Interview: Ishita Jain on IMM and the Clean Energy Transition 

Support for large-scale transitions to clean energy sources is stronger than ever before, but the specifics of these transitions are numerous and complex. 

This is where Impact Measurement & Management, or IMM, comes into play. Our guest, Ishita Jain, explained the concept in detail during our interview, which you’ll find below, but on a basic level, IMM is about assessing and considering the positive and negative effects of business decisions.  

This is an extremely integral concept in impact investing and business operations at large, and we greatly appreciate having the opportunity to speak with Jain about this topic. 

But before we get to the interview, we’d like to give Jain a proper introduction. 

Originally from India, Jain is an industrial designer who has worked extensively in the area of high-end luxury products. 

More recently, she has shifted her focus to ‘design for social innovation,’ which centers on creating social conditions that result in increased creativity, equity, social justice, and a healthy connection to nature. 

She has judged many design and innovation competitions, including competitions at MIT and UC Berkeley.

Jain is currently the Impact Insights & Analysis Manager at the Autodesk Foundation, which is the philanthropic arm of Autodesk, Inc., an extremely profitable multinational software corporation. 

Jain is clearly very passionate about IMM and social innovation, and we’d like to thank her for sharing her insights with our readers. 

It’s clear that the transition to clean energy is already underway. Do you feel encouraged by the transition as it stands today? Do you feel nations/private companies need to move more rapidly?

Yes, the clean energy transition (i.e. shifting energy production away from sources that release a lot of greenhouse gases, such as fossil fuels, to those that release little to no greenhouse gases) is underway. However, the World Energy Outlook 2021 from the International Energy Agency (IEA) explains that while the world has begun a momentous shift in how we power the economy, with investment in oil and gas slowing and spending on clean energy rising. It’s not happening fast enough to avoid dangerous levels of global warming. 

Around two-thirds of the world’s electricity still comes from burning fossil fuels, reaching these climate goals by 2050 will require at least 80% of electricity to be shifted to low carbon sources, according to the International Energy Agency (IEA). To make that happen, the world needs to grow annual investment in clean energy by close to $4 trillion by the end of the decade, according to the report.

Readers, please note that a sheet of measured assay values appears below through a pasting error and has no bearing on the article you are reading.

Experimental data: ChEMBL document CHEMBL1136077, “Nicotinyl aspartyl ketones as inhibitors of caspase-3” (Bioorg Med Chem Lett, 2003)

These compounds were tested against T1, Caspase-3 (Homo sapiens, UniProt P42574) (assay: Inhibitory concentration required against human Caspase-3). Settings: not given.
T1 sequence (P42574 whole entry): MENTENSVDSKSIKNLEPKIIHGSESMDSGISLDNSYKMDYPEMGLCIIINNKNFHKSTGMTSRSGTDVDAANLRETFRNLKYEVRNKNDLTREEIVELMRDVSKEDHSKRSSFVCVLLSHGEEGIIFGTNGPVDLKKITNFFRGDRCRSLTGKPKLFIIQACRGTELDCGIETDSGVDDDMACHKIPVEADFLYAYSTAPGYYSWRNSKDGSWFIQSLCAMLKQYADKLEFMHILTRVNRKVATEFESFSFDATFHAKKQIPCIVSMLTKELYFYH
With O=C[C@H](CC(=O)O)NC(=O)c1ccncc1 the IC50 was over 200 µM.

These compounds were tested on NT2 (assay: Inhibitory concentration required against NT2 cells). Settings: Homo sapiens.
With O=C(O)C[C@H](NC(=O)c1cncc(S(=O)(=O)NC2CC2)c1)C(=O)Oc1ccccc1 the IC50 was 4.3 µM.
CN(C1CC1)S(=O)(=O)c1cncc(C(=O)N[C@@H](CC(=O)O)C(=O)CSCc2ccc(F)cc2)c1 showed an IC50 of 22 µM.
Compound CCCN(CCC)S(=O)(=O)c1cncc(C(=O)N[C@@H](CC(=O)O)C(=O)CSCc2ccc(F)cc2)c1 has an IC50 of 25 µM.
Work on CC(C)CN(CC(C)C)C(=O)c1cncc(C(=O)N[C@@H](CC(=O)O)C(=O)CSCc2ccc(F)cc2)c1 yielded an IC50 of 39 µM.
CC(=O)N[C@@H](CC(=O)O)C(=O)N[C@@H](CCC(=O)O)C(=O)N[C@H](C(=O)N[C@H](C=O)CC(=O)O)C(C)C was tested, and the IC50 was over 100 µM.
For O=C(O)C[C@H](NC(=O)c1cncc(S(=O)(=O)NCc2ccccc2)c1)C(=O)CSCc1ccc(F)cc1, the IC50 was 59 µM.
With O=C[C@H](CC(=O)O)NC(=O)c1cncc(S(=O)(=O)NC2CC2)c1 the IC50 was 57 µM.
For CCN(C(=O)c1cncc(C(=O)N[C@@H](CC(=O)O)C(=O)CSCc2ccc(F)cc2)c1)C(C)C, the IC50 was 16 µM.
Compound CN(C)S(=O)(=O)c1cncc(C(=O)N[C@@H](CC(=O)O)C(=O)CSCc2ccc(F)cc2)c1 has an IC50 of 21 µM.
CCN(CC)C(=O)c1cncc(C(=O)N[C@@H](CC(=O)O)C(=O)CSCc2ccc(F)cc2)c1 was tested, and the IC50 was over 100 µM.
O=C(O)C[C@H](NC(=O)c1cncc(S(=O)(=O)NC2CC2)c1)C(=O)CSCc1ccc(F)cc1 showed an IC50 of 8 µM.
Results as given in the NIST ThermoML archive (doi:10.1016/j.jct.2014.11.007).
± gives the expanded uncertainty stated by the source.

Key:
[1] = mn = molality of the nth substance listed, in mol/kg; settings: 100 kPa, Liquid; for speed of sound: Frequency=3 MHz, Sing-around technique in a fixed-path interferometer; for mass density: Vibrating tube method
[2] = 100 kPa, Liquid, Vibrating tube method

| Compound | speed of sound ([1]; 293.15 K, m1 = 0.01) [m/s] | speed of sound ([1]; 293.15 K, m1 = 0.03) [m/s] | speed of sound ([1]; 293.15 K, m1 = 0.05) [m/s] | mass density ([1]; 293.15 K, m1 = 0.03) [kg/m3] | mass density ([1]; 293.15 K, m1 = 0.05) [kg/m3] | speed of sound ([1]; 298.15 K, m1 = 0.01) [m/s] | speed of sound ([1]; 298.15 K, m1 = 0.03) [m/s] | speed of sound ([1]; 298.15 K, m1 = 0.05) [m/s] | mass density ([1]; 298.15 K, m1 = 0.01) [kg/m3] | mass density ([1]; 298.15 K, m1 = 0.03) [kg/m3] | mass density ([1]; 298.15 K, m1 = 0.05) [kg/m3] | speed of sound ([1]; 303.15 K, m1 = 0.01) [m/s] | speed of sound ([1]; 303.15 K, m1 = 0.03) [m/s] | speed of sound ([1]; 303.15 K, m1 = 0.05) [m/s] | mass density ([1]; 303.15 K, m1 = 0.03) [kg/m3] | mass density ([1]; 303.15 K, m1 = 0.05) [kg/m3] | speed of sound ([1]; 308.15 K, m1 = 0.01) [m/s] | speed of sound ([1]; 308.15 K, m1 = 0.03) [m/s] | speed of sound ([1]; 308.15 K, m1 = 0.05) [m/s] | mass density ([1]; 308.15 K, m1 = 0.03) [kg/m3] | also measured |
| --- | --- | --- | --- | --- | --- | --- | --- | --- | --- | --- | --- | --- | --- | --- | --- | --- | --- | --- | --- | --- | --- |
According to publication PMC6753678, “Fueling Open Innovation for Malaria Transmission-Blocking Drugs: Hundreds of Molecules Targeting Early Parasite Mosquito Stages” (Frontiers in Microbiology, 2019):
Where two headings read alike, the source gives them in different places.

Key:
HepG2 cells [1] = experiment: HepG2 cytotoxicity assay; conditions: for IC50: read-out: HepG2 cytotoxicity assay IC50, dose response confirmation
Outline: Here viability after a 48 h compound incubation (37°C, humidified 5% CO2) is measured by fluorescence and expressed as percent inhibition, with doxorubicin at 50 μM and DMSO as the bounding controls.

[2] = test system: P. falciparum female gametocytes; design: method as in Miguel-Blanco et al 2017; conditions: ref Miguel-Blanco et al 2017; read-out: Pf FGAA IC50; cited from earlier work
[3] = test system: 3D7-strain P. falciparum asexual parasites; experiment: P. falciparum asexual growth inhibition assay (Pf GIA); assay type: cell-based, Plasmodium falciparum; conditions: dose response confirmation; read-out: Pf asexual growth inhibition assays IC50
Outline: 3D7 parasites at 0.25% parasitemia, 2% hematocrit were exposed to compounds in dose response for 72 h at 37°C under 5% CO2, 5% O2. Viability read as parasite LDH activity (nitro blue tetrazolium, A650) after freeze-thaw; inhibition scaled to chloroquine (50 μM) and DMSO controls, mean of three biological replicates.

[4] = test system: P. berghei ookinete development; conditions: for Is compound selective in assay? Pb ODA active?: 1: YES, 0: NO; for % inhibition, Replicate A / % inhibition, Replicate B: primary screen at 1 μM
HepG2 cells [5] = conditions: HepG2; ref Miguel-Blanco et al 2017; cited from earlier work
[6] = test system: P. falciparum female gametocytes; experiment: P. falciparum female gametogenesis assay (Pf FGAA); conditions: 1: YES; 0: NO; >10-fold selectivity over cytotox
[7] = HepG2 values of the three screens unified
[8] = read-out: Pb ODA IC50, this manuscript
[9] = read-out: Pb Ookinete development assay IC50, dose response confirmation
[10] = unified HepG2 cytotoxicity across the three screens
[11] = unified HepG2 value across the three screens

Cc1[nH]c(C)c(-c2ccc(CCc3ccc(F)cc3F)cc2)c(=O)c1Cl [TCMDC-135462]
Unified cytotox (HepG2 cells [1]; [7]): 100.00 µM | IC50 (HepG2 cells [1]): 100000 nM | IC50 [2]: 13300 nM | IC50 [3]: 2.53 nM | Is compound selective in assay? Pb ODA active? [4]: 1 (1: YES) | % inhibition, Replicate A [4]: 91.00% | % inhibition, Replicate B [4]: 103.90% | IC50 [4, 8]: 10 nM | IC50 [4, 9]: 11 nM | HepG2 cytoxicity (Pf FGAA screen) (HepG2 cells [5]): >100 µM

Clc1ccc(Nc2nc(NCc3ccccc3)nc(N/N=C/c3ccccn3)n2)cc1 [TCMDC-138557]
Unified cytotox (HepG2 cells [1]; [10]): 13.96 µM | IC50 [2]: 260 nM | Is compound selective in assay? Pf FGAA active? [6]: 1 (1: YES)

While I’m not encouraged by the pace of the transition, I am encouraged by the fact that the world is coming together in the face of this challenge. In many countries, the falling costs are making renewable energy ubiquitous and more affordable than fossil fuels. At recent climate conferences, a growing number of world leaders agreed to reduce methane emissions and aim for net-zero emissions. Over 40 countries committed to phasing out unabated coal power in the next two decades.

When did you become professionally engaged with the transition to clean energy?

I became professionally engaged with the transition to clean energy in my role as Impact Manager at the Autodesk Foundation. As the philanthropic arm of Autodesk, Inc, Autodesk Foundation supports the design and creation of innovative solutions to address the world’s most pressing challenges. We provide risk-tolerant funding, technology, and talent to nonprofits and social enterprises to help them maximize and scale their impact. We champion solutions to climate change and inequality by investing in three impact opportunity areas (IOAs): Energy and Materials, Health and Resilience, and Work and Prosperity. 

A key part of our work in Energy and Materials is ensuring that our resources flow to the most impactful innovations for fighting the negative impacts of climate change through low carbon innovation to enable the clean energy transition. My role is to set impact targets and measure outcomes to ensure that we use impact evidence to inform our investments and prioritize the most promising solutions in electrification, energy efficiency, tackling methane emissions, and advancing innovation among others. 

Can you explain the basics of impact measurement and management to our readers?

According to Global Impact Investing Network (GIIN), impact measurement and management includes identifying and considering the positive and negative effects one’s business actions have on people and the planet, and then figuring out ways to mitigate the negative and maximize the positive in alignment with one’s goals.